Bringing bright ideas to life
Pamela Riddle Bird helps inventors market and sell their products
Published: Monday, January 3, 2005 at 6:01 a.m.
Last Modified: Monday, January 3, 2005 at 12:57 a.m.
PAMELA RIDDLE BIRD
Founder and chief executive officer of Innovative Product Technologies Inc.
Then envision Uncle Mort heading straight out to his closest Wal-Mart to peddle his invention.
That's not the way it works; there are numerous steps he needs to take first. He needs someone like Pamela Riddle Bird to guide him through the intricate, legally fraught and rejection-filled gauntlet that blocks the pathway from workbench to store shelf. And she has mentored all those aforementioned products, among numerous others, including games, an angled baby-bottle nipple and Safonique, a natural laundry detergent that utilizes natural essential oils to create clothes with aromatherapy.
Bird, 48, has spent the last 25 years helping inventors reach their goal of marketing - or selling off - their product. As the founder and chief executive officer of Innovative Product Technologies Inc. of Gainesville and Sandpoint, Idaho, she is a key player in their technology-transfer process.
She serves as liaison between inventors, funding sources, manufacturers and eventually the stores or sites that carry the gadgets or gizmos. And now, as author of "Inventing for Dummies," which was released this winter, she helps guide others through the rocky path.
"The vast majority (of innovators) are clueless as to where to go," she said recently from her NW 13th Street office. "People come to me and say, 'I have a great idea, where do I go from here? What are the steps in bringing my new product to market?'"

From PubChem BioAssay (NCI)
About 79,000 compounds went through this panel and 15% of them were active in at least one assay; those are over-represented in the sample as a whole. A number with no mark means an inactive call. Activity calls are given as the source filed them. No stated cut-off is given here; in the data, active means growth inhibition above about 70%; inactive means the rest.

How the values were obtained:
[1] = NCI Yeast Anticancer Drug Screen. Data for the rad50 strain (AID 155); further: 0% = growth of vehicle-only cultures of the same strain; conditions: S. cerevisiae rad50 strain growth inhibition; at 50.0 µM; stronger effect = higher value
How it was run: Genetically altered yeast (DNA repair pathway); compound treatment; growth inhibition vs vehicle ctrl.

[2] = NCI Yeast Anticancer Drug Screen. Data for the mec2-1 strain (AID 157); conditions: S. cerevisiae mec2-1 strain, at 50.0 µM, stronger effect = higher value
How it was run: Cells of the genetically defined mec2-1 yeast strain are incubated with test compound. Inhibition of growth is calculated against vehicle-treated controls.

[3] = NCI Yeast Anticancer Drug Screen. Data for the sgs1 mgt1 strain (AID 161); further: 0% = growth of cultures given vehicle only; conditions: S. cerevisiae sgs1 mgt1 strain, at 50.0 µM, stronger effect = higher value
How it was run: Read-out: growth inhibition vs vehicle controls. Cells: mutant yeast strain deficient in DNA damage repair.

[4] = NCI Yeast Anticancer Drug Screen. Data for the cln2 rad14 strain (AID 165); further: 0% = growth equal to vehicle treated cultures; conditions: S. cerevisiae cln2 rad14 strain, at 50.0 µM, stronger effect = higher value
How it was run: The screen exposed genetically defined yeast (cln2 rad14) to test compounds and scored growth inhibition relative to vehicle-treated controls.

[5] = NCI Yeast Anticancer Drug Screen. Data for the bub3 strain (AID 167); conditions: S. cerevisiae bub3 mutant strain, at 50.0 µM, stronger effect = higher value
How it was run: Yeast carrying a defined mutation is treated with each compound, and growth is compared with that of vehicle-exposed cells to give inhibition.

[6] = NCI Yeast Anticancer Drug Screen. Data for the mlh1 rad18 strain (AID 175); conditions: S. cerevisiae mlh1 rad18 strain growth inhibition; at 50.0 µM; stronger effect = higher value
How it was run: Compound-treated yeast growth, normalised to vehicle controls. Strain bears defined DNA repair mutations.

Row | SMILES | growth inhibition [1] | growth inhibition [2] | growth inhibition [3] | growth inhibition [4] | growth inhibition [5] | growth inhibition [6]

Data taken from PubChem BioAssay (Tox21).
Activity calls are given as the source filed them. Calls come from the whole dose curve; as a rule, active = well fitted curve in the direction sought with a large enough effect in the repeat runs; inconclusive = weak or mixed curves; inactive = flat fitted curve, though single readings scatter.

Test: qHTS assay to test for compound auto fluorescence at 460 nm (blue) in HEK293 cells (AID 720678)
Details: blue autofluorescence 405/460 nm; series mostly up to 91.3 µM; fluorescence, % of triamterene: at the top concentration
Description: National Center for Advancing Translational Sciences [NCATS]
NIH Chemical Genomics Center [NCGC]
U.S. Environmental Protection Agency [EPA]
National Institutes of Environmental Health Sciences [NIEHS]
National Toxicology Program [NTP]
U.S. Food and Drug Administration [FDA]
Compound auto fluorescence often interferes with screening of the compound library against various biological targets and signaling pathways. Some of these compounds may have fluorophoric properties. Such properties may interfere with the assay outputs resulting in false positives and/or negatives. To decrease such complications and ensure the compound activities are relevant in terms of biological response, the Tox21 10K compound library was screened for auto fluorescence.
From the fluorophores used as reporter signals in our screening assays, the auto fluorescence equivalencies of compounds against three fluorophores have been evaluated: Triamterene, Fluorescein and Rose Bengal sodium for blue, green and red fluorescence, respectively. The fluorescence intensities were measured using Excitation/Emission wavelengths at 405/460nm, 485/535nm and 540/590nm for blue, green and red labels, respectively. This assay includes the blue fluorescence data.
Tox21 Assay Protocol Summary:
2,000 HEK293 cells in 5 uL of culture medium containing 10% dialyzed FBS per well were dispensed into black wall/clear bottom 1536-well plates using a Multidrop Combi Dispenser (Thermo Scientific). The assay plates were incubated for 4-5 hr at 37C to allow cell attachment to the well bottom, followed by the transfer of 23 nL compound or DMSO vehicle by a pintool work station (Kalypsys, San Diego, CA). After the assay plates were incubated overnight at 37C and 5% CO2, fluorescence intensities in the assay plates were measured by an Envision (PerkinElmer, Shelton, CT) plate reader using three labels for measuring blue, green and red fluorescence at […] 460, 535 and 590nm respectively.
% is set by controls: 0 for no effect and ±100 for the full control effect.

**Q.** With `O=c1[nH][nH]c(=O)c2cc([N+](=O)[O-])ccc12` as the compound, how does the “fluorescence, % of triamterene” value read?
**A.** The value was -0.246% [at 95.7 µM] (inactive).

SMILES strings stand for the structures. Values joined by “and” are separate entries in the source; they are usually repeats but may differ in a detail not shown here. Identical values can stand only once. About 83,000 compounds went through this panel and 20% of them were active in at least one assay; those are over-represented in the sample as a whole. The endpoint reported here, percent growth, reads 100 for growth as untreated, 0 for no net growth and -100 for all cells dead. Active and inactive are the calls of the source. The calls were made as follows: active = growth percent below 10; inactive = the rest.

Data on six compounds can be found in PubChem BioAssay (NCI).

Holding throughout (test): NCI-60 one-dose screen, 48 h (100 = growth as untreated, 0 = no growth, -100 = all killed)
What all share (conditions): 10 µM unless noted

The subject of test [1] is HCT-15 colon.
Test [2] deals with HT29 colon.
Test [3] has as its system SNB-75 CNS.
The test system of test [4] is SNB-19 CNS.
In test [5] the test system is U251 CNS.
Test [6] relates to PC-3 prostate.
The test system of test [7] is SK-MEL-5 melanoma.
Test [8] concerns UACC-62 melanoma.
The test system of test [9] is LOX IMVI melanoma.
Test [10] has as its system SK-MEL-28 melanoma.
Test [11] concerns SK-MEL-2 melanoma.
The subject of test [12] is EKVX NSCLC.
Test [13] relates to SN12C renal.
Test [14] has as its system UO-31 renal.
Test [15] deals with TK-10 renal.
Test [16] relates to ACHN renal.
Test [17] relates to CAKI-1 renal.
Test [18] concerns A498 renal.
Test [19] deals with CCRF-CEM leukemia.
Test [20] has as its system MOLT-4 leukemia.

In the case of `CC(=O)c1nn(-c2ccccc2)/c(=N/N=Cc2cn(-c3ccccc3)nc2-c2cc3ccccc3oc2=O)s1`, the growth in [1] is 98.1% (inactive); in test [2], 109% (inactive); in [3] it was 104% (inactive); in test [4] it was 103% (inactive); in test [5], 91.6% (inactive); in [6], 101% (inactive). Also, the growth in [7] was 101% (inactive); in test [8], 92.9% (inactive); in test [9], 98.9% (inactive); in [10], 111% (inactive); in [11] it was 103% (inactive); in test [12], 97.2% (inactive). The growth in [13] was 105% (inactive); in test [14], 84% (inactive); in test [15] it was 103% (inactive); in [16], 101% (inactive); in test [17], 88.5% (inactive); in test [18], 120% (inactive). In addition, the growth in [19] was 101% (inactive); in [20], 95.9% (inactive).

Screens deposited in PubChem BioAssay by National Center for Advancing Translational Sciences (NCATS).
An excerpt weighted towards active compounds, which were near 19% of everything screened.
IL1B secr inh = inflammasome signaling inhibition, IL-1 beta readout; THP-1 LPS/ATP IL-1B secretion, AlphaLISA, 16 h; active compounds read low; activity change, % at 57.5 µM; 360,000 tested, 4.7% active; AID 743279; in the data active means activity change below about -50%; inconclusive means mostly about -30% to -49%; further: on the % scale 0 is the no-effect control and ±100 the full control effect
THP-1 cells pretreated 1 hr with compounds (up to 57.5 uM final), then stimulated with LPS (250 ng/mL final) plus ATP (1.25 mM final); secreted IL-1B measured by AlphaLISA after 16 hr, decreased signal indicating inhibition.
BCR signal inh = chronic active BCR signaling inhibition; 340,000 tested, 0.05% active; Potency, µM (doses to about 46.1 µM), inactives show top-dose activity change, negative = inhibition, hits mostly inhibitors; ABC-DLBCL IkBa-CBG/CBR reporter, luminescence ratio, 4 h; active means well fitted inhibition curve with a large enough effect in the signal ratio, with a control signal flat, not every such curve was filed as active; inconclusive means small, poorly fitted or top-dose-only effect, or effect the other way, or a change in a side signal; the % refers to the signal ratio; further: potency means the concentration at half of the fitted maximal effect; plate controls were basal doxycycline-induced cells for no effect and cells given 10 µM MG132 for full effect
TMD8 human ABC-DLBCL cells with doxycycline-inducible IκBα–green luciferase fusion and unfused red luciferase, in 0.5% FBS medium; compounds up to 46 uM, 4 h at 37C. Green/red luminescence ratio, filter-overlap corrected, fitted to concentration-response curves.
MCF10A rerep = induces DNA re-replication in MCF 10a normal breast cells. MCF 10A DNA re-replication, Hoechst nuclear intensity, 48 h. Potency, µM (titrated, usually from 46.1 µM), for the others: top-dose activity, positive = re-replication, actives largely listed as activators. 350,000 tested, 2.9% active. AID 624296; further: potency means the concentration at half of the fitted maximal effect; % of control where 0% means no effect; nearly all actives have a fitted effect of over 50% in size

She evaluates the likelihood of an invention's success before devoting a significant amount of time nurturing it. "One of the hardest things I do is tell about 75 percent of my clients to 'stay home - your firstborn is ugly.' If the product has problems, I let them know that up-front. Inventors want to be told how good their product is and that is understandable. I try to let them know what they are up against so they will be prepared to encounter a variety of situations."
She also makes sure inventors, who are high on their idea, undergo reality checks.
"I tell them to ask everyone who told them how wonderful their product is to give them money. Give all of these people the opportunity to invest. Don't deny them this opportunity. On the other hand, you may find out just how wonderful - or not - the product really is," Bird said.
She works with inventors all the way through the process.
"It is a long hard road but a rewarding one. Inventors are unique - they have to be different in order to face the situations they will run into in the market place. There is no easy way out. I have never worked with an inventor that didn't go through a difficult time. Few people truly understand what the inventor goes through when they introduce a new product. Many put everything on the line. "